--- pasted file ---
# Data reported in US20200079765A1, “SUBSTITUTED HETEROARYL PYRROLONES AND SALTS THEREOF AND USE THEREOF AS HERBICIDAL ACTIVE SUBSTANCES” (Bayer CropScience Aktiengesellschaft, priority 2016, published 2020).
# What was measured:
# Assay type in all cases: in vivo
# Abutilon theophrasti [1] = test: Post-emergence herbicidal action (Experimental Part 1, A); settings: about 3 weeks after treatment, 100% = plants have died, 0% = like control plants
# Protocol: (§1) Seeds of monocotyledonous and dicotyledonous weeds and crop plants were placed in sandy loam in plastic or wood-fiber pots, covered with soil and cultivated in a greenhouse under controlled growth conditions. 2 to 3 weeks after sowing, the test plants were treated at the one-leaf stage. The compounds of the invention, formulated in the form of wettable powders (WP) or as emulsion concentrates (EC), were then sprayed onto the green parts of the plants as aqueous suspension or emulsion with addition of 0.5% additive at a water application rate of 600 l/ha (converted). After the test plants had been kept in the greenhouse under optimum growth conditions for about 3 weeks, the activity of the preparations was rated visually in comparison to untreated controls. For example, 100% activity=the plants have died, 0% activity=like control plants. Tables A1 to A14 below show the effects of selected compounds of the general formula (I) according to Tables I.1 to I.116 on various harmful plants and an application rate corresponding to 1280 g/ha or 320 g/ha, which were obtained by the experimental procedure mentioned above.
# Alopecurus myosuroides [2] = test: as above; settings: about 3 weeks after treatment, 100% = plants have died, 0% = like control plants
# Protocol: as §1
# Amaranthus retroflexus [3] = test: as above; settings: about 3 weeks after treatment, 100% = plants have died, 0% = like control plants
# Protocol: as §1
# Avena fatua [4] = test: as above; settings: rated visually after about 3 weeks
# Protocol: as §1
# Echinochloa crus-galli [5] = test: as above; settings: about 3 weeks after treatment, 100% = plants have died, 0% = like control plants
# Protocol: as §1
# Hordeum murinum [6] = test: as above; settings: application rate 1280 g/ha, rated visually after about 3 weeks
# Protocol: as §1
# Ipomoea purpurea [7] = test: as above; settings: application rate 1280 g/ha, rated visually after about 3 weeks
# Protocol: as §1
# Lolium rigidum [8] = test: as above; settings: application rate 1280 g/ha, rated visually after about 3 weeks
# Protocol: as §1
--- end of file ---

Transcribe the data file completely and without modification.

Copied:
# Data reported in US20200079765A1, “SUBSTITUTED HETEROARYL PYRROLONES AND SALTS THEREOF AND USE THEREOF AS HERBICIDAL ACTIVE SUBSTANCES” (Bayer CropScience Aktiengesellschaft, priority 2016, published 2020).
# What was measured:
# Assay type in all cases: in vivo
# Abutilon theophrasti [1] = test: Post-emergence herbicidal action (Experimental Part 1, A); settings: about 3 weeks after treatment, 100% = plants have died, 0% = like control plants
# Protocol: (§1) Seeds of monocotyledonous and dicotyledonous weeds and crop plants were placed in sandy loam in plastic or wood-fiber pots, covered with soil and cultivated in a greenhouse under controlled growth conditions. 2 to 3 weeks after sowing, the test plants were treated at the one-leaf stage. The compounds of the invention, formulated in the form of wettable powders (WP) or as emulsion concentrates (EC), were then sprayed onto the green parts of the plants as aqueous suspension or emulsion with addition of 0.5% additive at a water application rate of 600 l/ha (converted). After the test plants had been kept in the greenhouse under optimum growth conditions for about 3 weeks, the activity of the preparations was rated visually in comparison to untreated controls. For example, 100% activity=the plants have died, 0% activity=like control plants. Tables A1 to A14 below show the effects of selected compounds of the general formula (I) according to Tables I.1 to I.116 on various harmful plants and an application rate corresponding to 1280 g/ha or 320 g/ha, which were obtained by the experimental procedure mentioned above.
# Alopecurus myosuroides [2] = test: as above; settings: about 3 weeks after treatment, 100% = plants have died, 0% = like control plants
# Protocol: as §1
# Amaranthus retroflexus [3] = test: as above; settings: about 3 weeks after treatment, 100% = plants have died, 0% = like control plants
# Protocol: as §1
# Avena fatua [4] = test: as above; settings: rated visually after about 3 weeks
# Protocol: as §1
# Echinochloa crus-galli [5] = test: as above; settings: about 3 weeks after treatment, 100% = plants have died, 0% = like control plants
# Protocol: as §1
# Hordeum murinum [6] = test: as above; settings: application rate 1280 g/ha, rated visually after about 3 weeks
# Protocol: as §1
# Ipomoea purpurea [7] = test: as above; settings: application rate 1280 g/ha, rated visually after about 3 weeks
# Protocol: as §1
# Lolium rigidum [8] = test: as above; settings: application rate 1280 g/ha, rated visually after about 3 weeks
# Protocol: as §1